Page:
'Underwater Dreams': Film Review
A quartet of undocumented high schoolers best college engineering students in Mary Mazzio's doc.
An underdog educational tale with highly timely overtones, Mary Mazzio's Underwater Dreams introduces four undocumented Mexican immigrants who, while high-schoolers, won a robotics contest against teams from MIT and other colleges. Though cheerful and highly polished, the doc's storytelling is less effective than it might've been, a failing balanced by the likability of its lead characters and the scrappy spirit of their project. Feature-film producers may well show interest in the story, which is tailor-made for the inspirational-teacher genre; in nonfiction form, it will play well on small screens and in classrooms.
Phoenix's Carl Hayden High School, whose student body is overwhelmingly Latino, is described here as a place overshadowed by poverty, gang activity, and dim prospects for post-graduation life. At least that was the scene in 2004, when four kids who'd been toying with underwater robotics (two faculty advisors started the program on a whim) entered a college contest in Santa Barbara.
As one of them recalls, competing against college teams was less a matter of high ambition than of ego protection: Losing against well financed, well educated teams would be no big deal, whereas failing in a more appropriate venue might sting.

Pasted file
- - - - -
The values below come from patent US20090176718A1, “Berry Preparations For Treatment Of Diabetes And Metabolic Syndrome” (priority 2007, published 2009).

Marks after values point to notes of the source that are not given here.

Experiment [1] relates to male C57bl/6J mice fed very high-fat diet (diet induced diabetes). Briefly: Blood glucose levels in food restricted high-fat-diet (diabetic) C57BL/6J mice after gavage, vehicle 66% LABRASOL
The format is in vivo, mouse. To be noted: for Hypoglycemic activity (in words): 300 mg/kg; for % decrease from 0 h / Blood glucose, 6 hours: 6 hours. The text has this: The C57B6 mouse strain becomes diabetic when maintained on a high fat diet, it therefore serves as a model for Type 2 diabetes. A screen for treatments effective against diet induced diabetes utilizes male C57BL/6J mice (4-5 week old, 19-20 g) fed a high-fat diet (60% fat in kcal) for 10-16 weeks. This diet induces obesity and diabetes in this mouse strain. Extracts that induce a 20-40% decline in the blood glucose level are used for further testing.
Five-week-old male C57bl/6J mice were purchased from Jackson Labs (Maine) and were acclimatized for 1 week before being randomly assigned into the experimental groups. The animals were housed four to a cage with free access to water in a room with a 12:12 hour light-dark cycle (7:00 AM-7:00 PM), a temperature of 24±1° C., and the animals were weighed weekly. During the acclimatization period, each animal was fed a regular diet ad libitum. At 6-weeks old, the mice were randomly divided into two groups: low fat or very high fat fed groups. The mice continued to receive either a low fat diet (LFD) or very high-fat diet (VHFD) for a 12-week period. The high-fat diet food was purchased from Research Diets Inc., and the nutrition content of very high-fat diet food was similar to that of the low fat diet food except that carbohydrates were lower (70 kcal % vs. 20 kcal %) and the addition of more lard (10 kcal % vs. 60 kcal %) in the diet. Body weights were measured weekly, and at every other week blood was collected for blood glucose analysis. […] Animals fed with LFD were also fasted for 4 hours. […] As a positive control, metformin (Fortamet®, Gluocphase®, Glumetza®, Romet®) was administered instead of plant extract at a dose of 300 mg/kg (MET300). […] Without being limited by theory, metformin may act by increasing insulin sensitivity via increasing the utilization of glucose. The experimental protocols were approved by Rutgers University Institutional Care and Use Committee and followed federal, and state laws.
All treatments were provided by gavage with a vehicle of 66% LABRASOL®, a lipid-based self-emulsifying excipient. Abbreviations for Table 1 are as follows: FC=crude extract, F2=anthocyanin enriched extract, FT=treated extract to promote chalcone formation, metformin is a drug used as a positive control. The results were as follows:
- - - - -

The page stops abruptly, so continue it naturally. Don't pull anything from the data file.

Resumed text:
They didn't lose, of course, and Mazzio has something of a hard time injecting drama in a narrative whose outcome she teases from the outset. Rather than zero in on the four young men and dig into how they solved technical problems, she jumps out of the story at regular intervals to give too much time to background players — the MIT students, the Carl Hayden advisors — and to establish local social realities that, while necessary to the story, could be better integrated into it. Paul Gattuso's editing plays to viewers with ADHD, and Mazzio uses so many posed portrait shots the film sometimes looks like a corporate promo.
We get just enough detail about "Stinky," a robot named for the smell of PVC glue, to enjoy the story of the competition itself, but details about scoring and judging are underwhelming. We may think we've come to hear the story of this contest, but it's all over at the 40-minute mark.
The following section, detailing this victory's impact on the school, finds an exciting explosion of enthusiasm for science, but the doc hits its stride when this assertiveness points students in another direction — toward immigration reform and passage of the Dream Act. It's giving nothing away to say that our four initial subjects have been hobbled in post-graduation life by laws that, as inventor Dean Kamen says here, seem to be designed by terrorists who want to destroy America by keeping out as much talent and brainpower as possible. Underwater Dreams finds a direct link between the ragtag crew who built Stinky and some of the young activists now on the frontlines of the fight for sensible immigration policy.
Production company: 50 Eggs Films
Director-Screenwriter-Producers: Mary Mazzio
Executive producers: Jackie Bezos, Mike Bezos, Laurie Tisch, Jeb Bush, Jr., Michael Pena, Hope Pascucci, Mike Pascucci, Stephanie Hunt, Hunter Hunt, Sanjay Rawali, Christine Vachon, Sarah Lenti
Directors of photography: Joe Grasso, Richard Klug
Editor: Paul Gattuso
Music: Alex Lasarenko
No rating, 86 minutes